Once you’ve experienced river Hvita follow the same route back to road 35. Once you’ve crossed river Bruara again make a left turn and drive for only a few moments, or until you see the parking lot by Faxi waterfall. This waterfall is not only beautiful, but also a popular spot among the many fishermen who try their luck in Bruara river. This is also a great place for a picnic and on a sunny day it is so nice just relaxing and watching the salmon jump and swim the waterfall.
Follow road 35 south. You’ll pass the small village Reykholt, where you can find a few splendid restaurants. If you are into vegetarian food we recommend that you make a stop by Fridheimar restaurant. Fridheimar has a greenhouse where they grow four different kinds of tomatoes and there are many tomato plants in the restaurant itself. The chefs specialize in using these locally grown tomatoes.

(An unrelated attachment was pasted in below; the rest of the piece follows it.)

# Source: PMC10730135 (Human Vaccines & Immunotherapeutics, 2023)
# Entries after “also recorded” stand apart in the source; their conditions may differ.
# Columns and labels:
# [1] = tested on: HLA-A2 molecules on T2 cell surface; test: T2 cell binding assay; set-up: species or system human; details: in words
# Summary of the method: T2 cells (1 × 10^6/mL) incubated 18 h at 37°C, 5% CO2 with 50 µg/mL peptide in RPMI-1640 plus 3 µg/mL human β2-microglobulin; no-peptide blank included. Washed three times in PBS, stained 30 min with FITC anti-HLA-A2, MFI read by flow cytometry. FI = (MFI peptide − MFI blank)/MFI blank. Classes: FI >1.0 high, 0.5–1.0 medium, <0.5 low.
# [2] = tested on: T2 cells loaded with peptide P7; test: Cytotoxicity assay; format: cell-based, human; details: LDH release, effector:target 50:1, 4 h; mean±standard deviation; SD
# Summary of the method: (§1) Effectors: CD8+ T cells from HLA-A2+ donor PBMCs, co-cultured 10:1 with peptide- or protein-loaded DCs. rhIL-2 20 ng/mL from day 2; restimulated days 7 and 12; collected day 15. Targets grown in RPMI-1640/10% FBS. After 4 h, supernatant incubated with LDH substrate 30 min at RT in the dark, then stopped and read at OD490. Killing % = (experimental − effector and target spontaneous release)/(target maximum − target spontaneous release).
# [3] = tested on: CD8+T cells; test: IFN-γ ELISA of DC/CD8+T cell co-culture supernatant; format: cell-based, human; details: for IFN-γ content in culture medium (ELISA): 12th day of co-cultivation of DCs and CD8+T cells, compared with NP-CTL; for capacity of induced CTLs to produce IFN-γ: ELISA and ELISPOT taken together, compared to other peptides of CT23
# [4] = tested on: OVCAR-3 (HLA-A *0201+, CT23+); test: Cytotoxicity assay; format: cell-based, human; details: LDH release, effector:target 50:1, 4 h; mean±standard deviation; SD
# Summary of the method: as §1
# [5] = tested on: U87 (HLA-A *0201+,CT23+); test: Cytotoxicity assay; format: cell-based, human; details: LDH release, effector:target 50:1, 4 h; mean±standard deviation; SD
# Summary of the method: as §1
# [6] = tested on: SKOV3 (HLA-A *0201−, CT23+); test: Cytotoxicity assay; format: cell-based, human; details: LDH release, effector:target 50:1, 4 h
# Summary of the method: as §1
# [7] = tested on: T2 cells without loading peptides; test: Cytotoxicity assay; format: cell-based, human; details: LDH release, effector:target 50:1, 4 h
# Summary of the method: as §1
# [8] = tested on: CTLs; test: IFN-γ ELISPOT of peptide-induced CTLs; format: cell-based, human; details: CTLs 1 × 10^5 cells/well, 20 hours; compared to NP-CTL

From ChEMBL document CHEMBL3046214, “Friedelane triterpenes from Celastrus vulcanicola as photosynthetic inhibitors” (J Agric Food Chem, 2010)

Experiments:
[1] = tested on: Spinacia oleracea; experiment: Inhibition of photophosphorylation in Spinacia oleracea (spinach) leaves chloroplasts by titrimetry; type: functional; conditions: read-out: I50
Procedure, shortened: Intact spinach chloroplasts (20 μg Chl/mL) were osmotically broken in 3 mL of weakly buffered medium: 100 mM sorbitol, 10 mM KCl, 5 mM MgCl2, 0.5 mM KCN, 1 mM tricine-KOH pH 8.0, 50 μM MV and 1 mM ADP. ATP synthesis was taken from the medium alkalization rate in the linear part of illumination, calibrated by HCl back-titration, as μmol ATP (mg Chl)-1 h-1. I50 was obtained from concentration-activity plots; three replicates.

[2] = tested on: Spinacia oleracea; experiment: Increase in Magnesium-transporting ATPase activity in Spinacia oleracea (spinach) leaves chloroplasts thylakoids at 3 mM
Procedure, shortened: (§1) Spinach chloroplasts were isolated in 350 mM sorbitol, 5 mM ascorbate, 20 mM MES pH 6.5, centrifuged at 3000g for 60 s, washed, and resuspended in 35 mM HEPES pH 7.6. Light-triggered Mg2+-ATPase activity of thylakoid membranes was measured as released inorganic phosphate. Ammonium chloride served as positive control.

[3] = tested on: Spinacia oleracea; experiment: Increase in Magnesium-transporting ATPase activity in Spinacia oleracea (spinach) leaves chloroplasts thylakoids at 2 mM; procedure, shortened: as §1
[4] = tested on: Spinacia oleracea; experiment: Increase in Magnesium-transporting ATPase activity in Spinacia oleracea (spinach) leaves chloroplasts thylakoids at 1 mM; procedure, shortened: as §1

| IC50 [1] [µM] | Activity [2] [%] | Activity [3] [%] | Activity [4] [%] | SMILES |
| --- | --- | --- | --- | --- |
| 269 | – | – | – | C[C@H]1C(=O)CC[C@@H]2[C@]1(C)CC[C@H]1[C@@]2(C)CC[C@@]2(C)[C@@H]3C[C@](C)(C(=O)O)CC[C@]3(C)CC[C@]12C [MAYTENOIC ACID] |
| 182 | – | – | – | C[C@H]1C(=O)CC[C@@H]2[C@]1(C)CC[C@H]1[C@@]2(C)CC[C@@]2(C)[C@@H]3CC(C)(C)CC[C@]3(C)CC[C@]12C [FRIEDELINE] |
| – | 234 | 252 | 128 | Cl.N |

Follow road 35 for a while until you see road 37 to your right. Make a right turn and head out for lake Laugarvatn.
Lake Laugarvatn – A spa and a geothermal bakery
Follow road 37 for a bit now, until you see a large lake to your right. This is lake Apavatn. You drive on until you see another lake, this one a bit smaller. This is lake Laugarvatn, where you will find Laugarvatn Fontana spa. The spa is really good and especially welcoming after an active and long day.
Every day there is a scheduled walk from the reception at Laugarvatn Fontana to the geothermal bakery located next to Lake Laugarvatn. There guests can taste rye bread that has been baking in a pot in the warm ground for 24 hours, being dug out. After the walk, guests can taste the bread with some delicious Icelandic butter.